Health-related quality of life following reconstruction for common head and neck surgical defects Journal Article

Authors: Cohen, W. A.; Albornoz, C. R.; Cordeiro, P. G.; Cracchiolo, J.; Encarnacion, E.; Lee, M.; Cavalli, M.; Patel, S.; Pusic, A. L.; Matros, E.
Article Title: Health-related quality of life following reconstruction for common head and neck surgical defects
Abstract: Background: Improved understanding and management of health-related quality of life represents one of the greatest unmet needs for patients with head and neck malignancies. The purpose of this study was to prospectively measure health-related quality of life associated with different anatomical (head and neck) surgical resections. Methods: A prospective analysis of health-related quality of life was performed in patients undergoing surgical resection with flap reconstruction for stage II or III head and neck malignancies. Patients completed the European Organization for Research and Treatment of Cancer Core Quality-of-Life Questionnaire-30 and the European Organization for Research and Treatment of Cancer Head and Neck Cancer Module-35 preoperatively, and at set postoperative time points. Scores were compared with a paired t test. Results: Seventy-five patients were analyzed. The proportion of the cohort not alive at 2 years was 53 percent. Physical, role, and social functioning scores at 3 months were significantly lower than preoperative values (p < 0.05). At 12 months postoperatively, none of the function or global quality-of-life scores differed from preoperative levels, whereas five of the symptom scales remained below baseline. At 1 year postoperatively, maxillectomy, partial glossectomy, and oral lining defects had better function and fewer symptoms than mandibulectomy, laryngectomy, and total glossectomy. From 6 to 12 months postoperatively, partial glossectomy and oral lining defects had greater global quality of life than laryngectomies (p < 0.05). Conclusions: Postoperative health-related quality of life is associated with the anatomical location of the head and neck surgical resection. Preoperative teaching should be targeted for common ablative defects, with postoperative expectations adjusted appropriately. Because surgery negatively impacts health-related quality of life in the immediate postoperative period, the limited survivorship should be reviewed with patients. CLINICAL QUESTION/LEVEL OF EVIDENCE: Therapeutic, IV. © 2016 by the American Society of Plastic Surgeons.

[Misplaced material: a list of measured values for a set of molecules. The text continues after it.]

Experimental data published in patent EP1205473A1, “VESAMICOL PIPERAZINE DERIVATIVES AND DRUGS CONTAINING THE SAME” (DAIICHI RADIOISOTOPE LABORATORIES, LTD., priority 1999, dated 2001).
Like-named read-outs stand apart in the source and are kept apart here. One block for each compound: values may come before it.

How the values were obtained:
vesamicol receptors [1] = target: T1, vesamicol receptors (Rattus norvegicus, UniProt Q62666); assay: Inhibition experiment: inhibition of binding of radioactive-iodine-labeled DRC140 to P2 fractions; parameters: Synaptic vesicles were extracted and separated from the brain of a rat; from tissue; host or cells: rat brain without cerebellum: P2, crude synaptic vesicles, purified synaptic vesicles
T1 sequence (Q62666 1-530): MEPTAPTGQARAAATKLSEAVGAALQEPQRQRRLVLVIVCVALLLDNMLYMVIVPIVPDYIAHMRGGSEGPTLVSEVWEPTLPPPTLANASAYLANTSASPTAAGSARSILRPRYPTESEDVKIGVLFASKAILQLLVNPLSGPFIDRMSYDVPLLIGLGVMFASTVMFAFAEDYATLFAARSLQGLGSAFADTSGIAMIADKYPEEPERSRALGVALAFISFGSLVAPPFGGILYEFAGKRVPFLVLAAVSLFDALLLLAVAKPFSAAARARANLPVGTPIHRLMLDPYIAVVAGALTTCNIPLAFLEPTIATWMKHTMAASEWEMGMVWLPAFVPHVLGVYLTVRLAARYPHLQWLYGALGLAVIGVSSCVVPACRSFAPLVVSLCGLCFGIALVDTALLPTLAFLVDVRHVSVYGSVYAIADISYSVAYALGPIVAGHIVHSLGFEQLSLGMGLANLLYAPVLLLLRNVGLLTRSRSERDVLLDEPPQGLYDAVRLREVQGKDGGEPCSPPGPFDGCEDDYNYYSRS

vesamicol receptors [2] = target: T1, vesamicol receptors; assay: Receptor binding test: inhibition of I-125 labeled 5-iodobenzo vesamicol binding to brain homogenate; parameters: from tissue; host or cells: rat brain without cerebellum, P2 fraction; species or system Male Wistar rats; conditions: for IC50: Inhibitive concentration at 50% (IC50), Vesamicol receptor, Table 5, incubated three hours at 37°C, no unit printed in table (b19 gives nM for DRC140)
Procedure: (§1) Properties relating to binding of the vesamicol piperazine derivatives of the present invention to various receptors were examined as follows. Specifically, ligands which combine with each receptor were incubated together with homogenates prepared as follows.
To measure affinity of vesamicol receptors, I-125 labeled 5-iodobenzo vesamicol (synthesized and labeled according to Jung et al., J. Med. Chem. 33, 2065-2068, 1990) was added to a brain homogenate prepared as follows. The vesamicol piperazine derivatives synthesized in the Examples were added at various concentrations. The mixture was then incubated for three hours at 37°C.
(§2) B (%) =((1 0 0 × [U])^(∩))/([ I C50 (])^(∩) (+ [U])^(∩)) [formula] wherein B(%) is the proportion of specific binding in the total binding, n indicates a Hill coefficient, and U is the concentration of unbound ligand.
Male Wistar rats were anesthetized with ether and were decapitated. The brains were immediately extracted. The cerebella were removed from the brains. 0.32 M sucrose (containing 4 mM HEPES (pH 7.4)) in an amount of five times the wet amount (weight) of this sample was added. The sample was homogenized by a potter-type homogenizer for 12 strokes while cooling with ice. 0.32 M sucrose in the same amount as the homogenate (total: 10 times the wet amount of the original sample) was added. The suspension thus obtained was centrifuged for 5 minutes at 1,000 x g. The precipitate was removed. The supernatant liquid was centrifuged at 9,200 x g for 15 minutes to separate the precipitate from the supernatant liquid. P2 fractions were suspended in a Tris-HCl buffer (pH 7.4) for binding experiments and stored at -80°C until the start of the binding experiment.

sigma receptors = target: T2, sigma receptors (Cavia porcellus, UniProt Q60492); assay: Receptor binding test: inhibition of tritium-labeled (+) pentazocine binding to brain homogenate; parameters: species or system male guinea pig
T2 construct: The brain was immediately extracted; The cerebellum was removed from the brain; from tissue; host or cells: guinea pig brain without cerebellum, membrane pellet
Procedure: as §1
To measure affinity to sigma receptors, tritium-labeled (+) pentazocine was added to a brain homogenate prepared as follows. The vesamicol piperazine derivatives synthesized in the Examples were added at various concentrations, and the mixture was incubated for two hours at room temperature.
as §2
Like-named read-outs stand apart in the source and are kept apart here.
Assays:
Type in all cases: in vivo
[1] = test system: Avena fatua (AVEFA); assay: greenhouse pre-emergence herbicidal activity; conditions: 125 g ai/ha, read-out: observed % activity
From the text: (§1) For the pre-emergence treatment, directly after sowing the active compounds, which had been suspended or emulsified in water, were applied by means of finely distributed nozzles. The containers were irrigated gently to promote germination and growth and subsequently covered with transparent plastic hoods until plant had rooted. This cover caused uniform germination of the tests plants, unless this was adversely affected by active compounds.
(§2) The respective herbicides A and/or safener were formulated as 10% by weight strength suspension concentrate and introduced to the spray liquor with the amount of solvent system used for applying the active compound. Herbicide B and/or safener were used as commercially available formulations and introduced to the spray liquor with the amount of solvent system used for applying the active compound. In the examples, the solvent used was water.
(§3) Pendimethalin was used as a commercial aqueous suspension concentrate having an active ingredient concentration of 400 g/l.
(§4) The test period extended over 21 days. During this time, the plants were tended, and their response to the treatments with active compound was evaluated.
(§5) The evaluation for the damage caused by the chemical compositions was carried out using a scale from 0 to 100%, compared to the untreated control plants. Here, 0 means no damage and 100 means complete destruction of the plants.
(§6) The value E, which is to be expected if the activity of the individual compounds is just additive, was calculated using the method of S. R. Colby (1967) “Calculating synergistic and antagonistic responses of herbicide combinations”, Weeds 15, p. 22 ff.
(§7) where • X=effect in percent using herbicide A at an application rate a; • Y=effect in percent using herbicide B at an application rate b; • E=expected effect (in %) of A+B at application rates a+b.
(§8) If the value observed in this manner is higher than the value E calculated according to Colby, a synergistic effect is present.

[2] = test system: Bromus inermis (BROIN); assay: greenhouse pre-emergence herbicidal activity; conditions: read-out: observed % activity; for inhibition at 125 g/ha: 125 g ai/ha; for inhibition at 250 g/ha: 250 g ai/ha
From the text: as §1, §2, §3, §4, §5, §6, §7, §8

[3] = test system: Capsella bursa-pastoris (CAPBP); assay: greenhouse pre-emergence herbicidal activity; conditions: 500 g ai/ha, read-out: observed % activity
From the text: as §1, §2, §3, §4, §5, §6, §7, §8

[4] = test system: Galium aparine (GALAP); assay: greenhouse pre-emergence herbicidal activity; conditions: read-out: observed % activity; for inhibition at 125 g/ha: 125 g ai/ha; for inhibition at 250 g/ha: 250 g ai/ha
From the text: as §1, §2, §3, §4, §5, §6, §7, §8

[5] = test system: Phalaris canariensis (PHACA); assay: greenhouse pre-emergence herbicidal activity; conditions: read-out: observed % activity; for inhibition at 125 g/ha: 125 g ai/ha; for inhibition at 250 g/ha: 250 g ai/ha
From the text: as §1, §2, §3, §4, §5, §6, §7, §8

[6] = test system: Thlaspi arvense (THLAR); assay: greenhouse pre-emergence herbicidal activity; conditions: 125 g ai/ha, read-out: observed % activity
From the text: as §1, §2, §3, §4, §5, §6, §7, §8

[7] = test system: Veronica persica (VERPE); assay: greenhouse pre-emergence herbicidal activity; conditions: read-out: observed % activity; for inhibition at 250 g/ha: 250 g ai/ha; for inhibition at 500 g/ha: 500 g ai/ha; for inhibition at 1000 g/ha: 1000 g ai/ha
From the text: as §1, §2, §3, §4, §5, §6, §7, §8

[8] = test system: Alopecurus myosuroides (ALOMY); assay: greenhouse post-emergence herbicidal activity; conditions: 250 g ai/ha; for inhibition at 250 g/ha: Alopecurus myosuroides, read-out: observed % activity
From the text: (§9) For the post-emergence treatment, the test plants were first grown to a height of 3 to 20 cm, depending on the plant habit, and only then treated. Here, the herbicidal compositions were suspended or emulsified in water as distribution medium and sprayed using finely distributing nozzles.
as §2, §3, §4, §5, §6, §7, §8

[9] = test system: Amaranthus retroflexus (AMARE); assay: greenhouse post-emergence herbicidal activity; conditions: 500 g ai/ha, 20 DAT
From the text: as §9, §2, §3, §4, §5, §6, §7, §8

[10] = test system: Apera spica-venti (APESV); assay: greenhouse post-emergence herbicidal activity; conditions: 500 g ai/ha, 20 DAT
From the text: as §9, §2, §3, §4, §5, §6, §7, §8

Journal Title: Plastic and Reconstructive Surgery
Volume: 138
Issue: 6
ISSN: 0032-1052
Publisher: Lippincott Williams & Wilkins  
Date Published: 2016-12-01
Start Page: 1312
End Page: 1320
Language: English
DOI: 10.1097/prs.0000000000002766
PROVIDER: scopus
PUBMED: 27879602
PMCID: PMC5559272
Notes: Article -- Export Date: 3 January 2017 -- Source: Scopus
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MSK Authors
  1. Andrea Pusic
    281 Pusic
  2. Snehal G Patel
    292 Patel
  3. Peter G Cordeiro
    239 Cordeiro
  4. Evan Matros
    73 Matros
  5. Wess   Cohen
    8 Cohen
  6. Meghan Elizabeth Lee
    1 Lee